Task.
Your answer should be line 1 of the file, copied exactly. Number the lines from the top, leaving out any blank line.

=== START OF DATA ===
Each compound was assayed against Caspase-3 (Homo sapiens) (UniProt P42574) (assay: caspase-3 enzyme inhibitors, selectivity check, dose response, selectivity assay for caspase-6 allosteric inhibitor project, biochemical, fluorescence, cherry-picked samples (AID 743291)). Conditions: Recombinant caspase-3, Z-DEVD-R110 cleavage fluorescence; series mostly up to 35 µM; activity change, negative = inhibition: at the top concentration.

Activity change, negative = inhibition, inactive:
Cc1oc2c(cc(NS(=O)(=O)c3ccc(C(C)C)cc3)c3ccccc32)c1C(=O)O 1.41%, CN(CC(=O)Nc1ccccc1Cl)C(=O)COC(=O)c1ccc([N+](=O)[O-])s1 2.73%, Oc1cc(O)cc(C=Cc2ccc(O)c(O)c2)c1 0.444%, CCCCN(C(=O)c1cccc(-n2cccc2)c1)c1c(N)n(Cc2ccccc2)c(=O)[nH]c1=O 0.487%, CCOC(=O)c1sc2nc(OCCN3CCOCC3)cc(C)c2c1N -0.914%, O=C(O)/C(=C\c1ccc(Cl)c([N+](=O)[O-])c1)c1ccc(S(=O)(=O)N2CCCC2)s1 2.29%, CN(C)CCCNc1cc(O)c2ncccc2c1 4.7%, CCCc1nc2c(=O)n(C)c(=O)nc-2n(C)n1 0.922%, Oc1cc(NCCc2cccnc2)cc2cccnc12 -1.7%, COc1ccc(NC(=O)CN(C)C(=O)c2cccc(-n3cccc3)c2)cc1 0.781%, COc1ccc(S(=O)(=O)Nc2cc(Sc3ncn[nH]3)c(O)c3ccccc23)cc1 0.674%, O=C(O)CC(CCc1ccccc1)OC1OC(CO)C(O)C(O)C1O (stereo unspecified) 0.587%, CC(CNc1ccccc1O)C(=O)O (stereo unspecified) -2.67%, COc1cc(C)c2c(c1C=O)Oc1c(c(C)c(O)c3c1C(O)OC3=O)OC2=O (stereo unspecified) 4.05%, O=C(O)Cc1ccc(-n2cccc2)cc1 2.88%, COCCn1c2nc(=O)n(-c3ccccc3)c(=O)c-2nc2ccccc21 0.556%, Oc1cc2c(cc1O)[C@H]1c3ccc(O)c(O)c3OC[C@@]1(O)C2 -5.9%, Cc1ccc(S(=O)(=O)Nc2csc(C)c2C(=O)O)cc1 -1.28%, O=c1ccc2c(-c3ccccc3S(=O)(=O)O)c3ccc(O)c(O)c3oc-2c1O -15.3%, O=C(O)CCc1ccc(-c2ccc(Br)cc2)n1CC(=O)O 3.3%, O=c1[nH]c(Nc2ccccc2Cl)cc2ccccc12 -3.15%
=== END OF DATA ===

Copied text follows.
Each compound was assayed against Caspase-3 (Homo sapiens) (UniProt P42574) (assay: caspase-3 enzyme inhibitors, selectivity check, dose response, selectivity assay for caspase-6 allosteric inhibitor project, biochemical, fluorescence, cherry-picked samples (AID 743291)). Conditions: Recombinant caspase-3, Z-DEVD-R110 cleavage fluorescence; series mostly up to 35 µM; activity change, negative = inhibition: at the top concentration.